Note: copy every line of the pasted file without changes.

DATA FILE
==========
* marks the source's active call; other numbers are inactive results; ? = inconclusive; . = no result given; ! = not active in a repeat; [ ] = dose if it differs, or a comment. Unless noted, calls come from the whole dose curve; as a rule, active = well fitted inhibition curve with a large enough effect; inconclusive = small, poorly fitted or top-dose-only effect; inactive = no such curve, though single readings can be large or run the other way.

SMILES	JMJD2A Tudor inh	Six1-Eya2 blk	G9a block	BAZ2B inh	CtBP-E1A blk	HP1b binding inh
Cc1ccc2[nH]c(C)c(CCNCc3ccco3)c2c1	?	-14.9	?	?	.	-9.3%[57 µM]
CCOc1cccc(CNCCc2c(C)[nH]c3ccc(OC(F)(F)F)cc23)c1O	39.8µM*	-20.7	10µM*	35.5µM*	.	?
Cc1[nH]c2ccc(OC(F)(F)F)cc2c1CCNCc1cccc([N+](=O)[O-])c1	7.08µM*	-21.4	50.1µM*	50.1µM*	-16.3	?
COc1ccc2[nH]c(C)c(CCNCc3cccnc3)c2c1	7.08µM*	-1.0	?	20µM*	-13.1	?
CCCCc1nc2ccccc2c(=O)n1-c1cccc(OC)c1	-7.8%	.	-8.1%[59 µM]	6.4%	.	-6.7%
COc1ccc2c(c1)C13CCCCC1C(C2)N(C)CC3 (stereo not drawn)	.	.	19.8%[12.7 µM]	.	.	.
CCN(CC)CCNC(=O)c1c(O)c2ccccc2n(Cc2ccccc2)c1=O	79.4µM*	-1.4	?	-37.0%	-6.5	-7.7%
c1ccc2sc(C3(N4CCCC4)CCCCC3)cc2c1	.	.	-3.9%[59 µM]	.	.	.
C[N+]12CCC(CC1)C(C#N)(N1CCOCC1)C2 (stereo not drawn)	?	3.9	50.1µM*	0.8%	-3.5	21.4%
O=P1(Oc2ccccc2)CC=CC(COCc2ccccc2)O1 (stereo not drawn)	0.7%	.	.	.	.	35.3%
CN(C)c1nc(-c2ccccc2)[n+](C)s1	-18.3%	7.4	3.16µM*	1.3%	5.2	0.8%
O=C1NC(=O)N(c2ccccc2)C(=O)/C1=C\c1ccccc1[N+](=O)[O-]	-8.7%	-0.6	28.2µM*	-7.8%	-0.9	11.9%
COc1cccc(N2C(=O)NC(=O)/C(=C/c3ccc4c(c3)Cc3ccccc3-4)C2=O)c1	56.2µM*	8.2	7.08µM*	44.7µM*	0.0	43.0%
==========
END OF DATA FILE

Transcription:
* marks the source's active call; other numbers are inactive results; ? = inconclusive; . = no result given; ! = not active in a repeat; [ ] = dose if it differs, or a comment. Unless noted, calls come from the whole dose curve; as a rule, active = well fitted inhibition curve with a large enough effect; inconclusive = small, poorly fitted or top-dose-only effect; inactive = no such curve, though single readings can be large or run the other way.

SMILES	JMJD2A Tudor inh	Six1-Eya2 blk	G9a block	BAZ2B inh	CtBP-E1A blk	HP1b binding inh
Cc1ccc2[nH]c(C)c(CCNCc3ccco3)c2c1	?	-14.9	?	?	.	-9.3%[57 µM]
CCOc1cccc(CNCCc2c(C)[nH]c3ccc(OC(F)(F)F)cc23)c1O	39.8µM*	-20.7	10µM*	35.5µM*	.	?
Cc1[nH]c2ccc(OC(F)(F)F)cc2c1CCNCc1cccc([N+](=O)[O-])c1	7.08µM*	-21.4	50.1µM*	50.1µM*	-16.3	?
COc1ccc2[nH]c(C)c(CCNCc3cccnc3)c2c1	7.08µM*	-1.0	?	20µM*	-13.1	?
CCCCc1nc2ccccc2c(=O)n1-c1cccc(OC)c1	-7.8%	.	-8.1%[59 µM]	6.4%	.	-6.7%
COc1ccc2c(c1)C13CCCCC1C(C2)N(C)CC3 (stereo not drawn)	.	.	19.8%[12.7 µM]	.	.	.
CCN(CC)CCNC(=O)c1c(O)c2ccccc2n(Cc2ccccc2)c1=O	79.4µM*	-1.4	?	-37.0%	-6.5	-7.7%
c1ccc2sc(C3(N4CCCC4)CCCCC3)cc2c1	.	.	-3.9%[59 µM]	.	.	.
C[N+]12CCC(CC1)C(C#N)(N1CCOCC1)C2 (stereo not drawn)	?	3.9	50.1µM*	0.8%	-3.5	21.4%
O=P1(Oc2ccccc2)CC=CC(COCc2ccccc2)O1 (stereo not drawn)	0.7%	.	.	.	.	35.3%
CN(C)c1nc(-c2ccccc2)[n+](C)s1	-18.3%	7.4	3.16µM*	1.3%	5.2	0.8%
O=C1NC(=O)N(c2ccccc2)C(=O)/C1=C\c1ccccc1[N+](=O)[O-]	-8.7%	-0.6	28.2µM*	-7.8%	-0.9	11.9%
COc1cccc(N2C(=O)NC(=O)/C(=C/c3ccc4c(c3)Cc3ccccc3-4)C2=O)c1	56.2µM*	8.2	7.08µM*	44.7µM*	0.0	43.0%